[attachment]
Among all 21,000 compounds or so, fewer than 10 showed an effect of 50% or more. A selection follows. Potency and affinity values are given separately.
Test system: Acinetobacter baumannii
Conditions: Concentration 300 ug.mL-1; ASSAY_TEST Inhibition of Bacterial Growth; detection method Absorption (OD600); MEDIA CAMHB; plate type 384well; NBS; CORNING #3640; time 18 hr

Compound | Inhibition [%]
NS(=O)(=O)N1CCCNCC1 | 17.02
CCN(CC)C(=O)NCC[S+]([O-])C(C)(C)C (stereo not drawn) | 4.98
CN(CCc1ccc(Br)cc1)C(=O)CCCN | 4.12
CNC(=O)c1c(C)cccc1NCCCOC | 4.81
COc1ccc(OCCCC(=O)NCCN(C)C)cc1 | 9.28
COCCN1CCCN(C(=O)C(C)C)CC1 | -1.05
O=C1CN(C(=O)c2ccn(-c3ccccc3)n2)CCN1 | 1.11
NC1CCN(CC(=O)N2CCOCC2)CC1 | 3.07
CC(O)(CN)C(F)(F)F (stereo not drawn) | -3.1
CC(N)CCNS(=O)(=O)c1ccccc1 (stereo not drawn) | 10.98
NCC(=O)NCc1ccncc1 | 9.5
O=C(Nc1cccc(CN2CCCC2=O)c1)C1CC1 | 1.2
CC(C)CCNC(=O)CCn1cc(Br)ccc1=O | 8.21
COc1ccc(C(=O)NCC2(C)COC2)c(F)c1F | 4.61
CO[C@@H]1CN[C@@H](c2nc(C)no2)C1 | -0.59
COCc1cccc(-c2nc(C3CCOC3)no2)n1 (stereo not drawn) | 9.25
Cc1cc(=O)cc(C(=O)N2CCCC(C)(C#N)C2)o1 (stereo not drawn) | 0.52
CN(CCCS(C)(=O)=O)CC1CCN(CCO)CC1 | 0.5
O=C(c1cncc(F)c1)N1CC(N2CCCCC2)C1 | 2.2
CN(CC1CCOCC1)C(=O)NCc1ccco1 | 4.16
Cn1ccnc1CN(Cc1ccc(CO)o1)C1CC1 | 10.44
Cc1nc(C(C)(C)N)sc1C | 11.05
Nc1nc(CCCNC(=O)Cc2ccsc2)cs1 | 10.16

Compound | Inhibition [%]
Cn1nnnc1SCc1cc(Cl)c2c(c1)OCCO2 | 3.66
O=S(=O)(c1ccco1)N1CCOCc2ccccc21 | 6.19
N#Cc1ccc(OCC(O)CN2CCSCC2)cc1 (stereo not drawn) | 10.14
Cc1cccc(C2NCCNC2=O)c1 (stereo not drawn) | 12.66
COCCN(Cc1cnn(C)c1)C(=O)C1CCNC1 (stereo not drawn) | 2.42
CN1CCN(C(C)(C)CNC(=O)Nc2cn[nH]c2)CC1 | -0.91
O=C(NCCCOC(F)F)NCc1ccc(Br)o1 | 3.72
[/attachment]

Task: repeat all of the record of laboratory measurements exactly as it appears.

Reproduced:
Among all 21,000 compounds or so, fewer than 10 showed an effect of 50% or more. A selection follows. Potency and affinity values are given separately.
Test system: Acinetobacter baumannii
Conditions: Concentration 300 ug.mL-1; ASSAY_TEST Inhibition of Bacterial Growth; detection method Absorption (OD600); MEDIA CAMHB; plate type 384well; NBS; CORNING #3640; time 18 hr

Compound | Inhibition [%]
NS(=O)(=O)N1CCCNCC1 | 17.02
CCN(CC)C(=O)NCC[S+]([O-])C(C)(C)C (stereo not drawn) | 4.98
CN(CCc1ccc(Br)cc1)C(=O)CCCN | 4.12
CNC(=O)c1c(C)cccc1NCCCOC | 4.81
COc1ccc(OCCCC(=O)NCCN(C)C)cc1 | 9.28
COCCN1CCCN(C(=O)C(C)C)CC1 | -1.05
O=C1CN(C(=O)c2ccn(-c3ccccc3)n2)CCN1 | 1.11
NC1CCN(CC(=O)N2CCOCC2)CC1 | 3.07
CC(O)(CN)C(F)(F)F (stereo not drawn) | -3.1
CC(N)CCNS(=O)(=O)c1ccccc1 (stereo not drawn) | 10.98
NCC(=O)NCc1ccncc1 | 9.5
O=C(Nc1cccc(CN2CCCC2=O)c1)C1CC1 | 1.2
CC(C)CCNC(=O)CCn1cc(Br)ccc1=O | 8.21
COc1ccc(C(=O)NCC2(C)COC2)c(F)c1F | 4.61
CO[C@@H]1CN[C@@H](c2nc(C)no2)C1 | -0.59
COCc1cccc(-c2nc(C3CCOC3)no2)n1 (stereo not drawn) | 9.25
Cc1cc(=O)cc(C(=O)N2CCCC(C)(C#N)C2)o1 (stereo not drawn) | 0.52
CN(CCCS(C)(=O)=O)CC1CCN(CCO)CC1 | 0.5
O=C(c1cncc(F)c1)N1CC(N2CCCCC2)C1 | 2.2
CN(CC1CCOCC1)C(=O)NCc1ccco1 | 4.16
Cn1ccnc1CN(Cc1ccc(CO)o1)C1CC1 | 10.44
Cc1nc(C(C)(C)N)sc1C | 11.05
Nc1nc(CCCNC(=O)Cc2ccsc2)cs1 | 10.16

Compound | Inhibition [%]
Cn1nnnc1SCc1cc(Cl)c2c(c1)OCCO2 | 3.66
O=S(=O)(c1ccco1)N1CCOCc2ccccc21 | 6.19
N#Cc1ccc(OCC(O)CN2CCSCC2)cc1 (stereo not drawn) | 10.14
Cc1cccc(C2NCCNC2=O)c1 (stereo not drawn) | 12.66
COCCN(Cc1cnn(C)c1)C(=O)C1CCNC1 (stereo not drawn) | 2.42
CN1CCN(C(C)(C)CNC(=O)Nc2cn[nH]c2)CC1 | -0.91
O=C(NCCCOC(F)F)NCc1ccc(Br)o1 | 3.72